Disability Arts Online (DAO) is delighted to announce North-East-based disabled artist, Lisette Auton as its third Guest Editor. Auton will take the reigns as Guest Editor from January to March 2019, commissioning 12 pieces of original writing and authoring 4 articles of her own. Her guest editorship will focus on emerging artists, with a regional angle and a strong emphasis on intersectionality.
Lisette Auton becomes the first DAO Guest Editor to be chosen from an open-call process which saw 21 extremely strong candidates apply for the opportunity. DAO’s Guest Editorship programme will now be a twice-annual feature made possible by Arts Council England’s National Portfolio funding. The aim of the guest editorships is to develop new editorial voices in the sector and bring fresh perspectives, new audiences and different approaches to DAO. It is intended to challenge the organisation, challenge DAO’s audiences and become a platform for experimentation, diversity and intersectionality.
Auton is a disabled writer, spoken word performer, poet, actor, creative practitioner and theatre-maker. She has a BA Hons in Theatre Acting: Devised Performance from Bretton Hall, a JNC Professional Qualification in Youth Work and an MSc in Community Development and Youth Work. She is an award-winning poet and is a shortlisted novelist on Penguin Random House’s Write Now scheme for underrepresented writers.
Her spoken word performances focus on disability, mental health and politics, using lyrical techniques to spiral out from the personal to the universal. Recent commissions include Deranged Poetesses: Mothers at ARC, and Between Waves a collaboration with award-winning garage jazz trio Archipelago to create new work.
As a creative practitioner, Auton specialises in working with people whose voices are not fully represented in the mainstream, designing and delivering unique workshops ensuring that the arts are open and accessible to all. Recent work includes designing MIMA’s schools programme and working on their Celebrating Age Project, as Movement Facilitator on Occupation by Pauline Heath at ARC, and delivering poetry workshops for PopUp Poetry Durham.
Speaking about her Guest Editorship, Auton said:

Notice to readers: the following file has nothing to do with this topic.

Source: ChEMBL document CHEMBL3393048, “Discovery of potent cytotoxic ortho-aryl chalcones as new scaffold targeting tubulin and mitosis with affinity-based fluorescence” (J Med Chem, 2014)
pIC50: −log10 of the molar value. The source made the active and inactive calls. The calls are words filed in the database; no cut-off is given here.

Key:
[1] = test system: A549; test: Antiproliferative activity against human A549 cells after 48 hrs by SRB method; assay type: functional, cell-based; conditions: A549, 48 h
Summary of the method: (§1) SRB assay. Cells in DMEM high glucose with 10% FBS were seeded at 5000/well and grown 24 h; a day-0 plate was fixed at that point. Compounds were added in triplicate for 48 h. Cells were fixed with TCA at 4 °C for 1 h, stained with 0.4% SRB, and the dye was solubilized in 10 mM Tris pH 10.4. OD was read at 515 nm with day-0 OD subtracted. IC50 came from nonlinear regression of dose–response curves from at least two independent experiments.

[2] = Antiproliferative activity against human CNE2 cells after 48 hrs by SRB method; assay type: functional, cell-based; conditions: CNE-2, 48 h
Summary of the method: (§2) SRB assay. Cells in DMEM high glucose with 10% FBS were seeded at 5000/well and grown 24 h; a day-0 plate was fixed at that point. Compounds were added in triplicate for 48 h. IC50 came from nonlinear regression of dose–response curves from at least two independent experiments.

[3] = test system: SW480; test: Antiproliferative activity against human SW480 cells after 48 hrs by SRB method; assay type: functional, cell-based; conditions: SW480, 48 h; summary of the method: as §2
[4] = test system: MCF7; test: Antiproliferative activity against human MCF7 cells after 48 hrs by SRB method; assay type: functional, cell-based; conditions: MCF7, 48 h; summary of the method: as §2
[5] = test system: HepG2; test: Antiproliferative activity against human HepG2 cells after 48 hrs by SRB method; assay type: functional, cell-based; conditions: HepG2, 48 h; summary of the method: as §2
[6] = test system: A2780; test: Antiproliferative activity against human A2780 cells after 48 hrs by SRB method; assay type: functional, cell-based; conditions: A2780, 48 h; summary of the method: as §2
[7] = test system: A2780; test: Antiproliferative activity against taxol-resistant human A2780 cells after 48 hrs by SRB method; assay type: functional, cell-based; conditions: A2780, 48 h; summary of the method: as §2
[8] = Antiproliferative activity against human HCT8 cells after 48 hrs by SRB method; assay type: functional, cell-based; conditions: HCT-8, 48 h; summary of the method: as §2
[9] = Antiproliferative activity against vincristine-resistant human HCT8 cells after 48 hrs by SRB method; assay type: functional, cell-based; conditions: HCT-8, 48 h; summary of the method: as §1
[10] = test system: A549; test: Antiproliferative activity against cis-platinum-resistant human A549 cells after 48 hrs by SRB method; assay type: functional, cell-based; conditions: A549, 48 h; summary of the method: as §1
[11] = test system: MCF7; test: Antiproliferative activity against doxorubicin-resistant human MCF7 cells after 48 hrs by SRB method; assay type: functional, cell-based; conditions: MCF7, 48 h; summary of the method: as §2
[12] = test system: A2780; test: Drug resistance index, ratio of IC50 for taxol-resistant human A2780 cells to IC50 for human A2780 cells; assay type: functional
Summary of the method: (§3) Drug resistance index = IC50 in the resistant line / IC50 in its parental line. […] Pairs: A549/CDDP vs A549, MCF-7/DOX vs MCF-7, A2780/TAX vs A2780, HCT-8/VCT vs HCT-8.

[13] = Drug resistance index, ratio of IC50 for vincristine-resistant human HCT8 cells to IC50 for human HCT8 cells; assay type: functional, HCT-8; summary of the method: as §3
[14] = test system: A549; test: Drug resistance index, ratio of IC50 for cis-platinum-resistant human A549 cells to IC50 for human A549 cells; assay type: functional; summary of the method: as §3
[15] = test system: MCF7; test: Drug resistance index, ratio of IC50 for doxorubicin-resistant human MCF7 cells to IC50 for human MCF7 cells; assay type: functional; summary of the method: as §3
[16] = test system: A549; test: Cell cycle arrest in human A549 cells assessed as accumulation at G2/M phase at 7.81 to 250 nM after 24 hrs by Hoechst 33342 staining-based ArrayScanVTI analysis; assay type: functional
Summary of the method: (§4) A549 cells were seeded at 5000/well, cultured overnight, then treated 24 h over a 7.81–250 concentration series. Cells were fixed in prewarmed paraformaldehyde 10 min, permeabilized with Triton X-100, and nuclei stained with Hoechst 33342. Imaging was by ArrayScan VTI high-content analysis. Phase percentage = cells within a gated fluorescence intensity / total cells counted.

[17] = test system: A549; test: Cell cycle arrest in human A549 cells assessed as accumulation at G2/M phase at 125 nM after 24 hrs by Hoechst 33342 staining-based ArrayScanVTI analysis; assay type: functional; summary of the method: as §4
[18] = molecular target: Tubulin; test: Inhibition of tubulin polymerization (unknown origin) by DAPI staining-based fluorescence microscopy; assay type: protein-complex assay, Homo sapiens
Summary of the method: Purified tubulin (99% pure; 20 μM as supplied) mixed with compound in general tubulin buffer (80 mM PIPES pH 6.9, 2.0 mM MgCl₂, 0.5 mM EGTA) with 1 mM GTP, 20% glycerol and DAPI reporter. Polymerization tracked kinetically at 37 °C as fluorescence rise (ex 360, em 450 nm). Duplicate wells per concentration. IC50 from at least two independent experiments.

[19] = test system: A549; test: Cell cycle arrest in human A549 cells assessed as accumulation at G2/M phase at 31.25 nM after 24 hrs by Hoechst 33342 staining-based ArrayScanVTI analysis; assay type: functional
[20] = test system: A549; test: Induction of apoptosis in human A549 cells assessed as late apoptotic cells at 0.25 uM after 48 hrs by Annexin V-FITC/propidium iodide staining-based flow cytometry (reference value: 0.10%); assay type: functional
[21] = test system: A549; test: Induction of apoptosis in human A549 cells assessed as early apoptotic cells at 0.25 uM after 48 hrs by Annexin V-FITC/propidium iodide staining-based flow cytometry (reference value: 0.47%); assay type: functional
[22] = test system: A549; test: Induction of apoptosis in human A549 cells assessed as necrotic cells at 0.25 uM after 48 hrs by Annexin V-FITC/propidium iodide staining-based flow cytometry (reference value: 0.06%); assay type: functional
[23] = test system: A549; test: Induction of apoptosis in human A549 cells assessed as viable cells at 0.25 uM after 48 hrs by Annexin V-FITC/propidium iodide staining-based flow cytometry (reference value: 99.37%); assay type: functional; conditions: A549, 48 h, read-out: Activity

I’ve been secretly scribbling for over a decade then in a whirlwind of a year things have happened. Why was I in secret? Because I had no clue how to move in an ableist world as a Disabled Creative Person. I didn’t even know it was possible. Why did I think that? That’s one of the themes I want to explore over this Guest Editorship.
In a change-your-life encounter at ARC, Stockton I met Vici Wreford-Sinnott. Here was a power-house of a disabled creative woman who was absolutely taking no shit. I fell a little bit in love. With her support I questioned the title of Disabled and why I could/should/would own it (hello opinion piece!).
This past year I’ve won awards for poetry and short stories, worked as a creative practitioner, been shortlisted on PRH’s WriteNow programme for my novel, been in residency with a jazz band, worked on a theatre piece and so much more. I’m trying to work out where I fit in and where do I go from here? What is the next step? Is there a next step?!
What does it mean to be a disabled emerging artist in this time of austerity and on the brink of Brexit? What does it mean to be a Northern disabled emerging artist? What does it mean to be a Northern emerging disabled artist who intersects with other marginalised groups? Where are all the mentors? Would I still be a secret scribbler if I hadn’t found Vici? How do we make ourselves more visible?
I hope to use this Guest Editorship to ask, and possibly answer, all these questions with the help of other emerging artists that you really need to get to know.
This opportunity is a dream for an emerging writer; to be mentored, to be given such a prominent position, to challenge myself, scare myself, to learn. I’m strapped in and ready for the ride…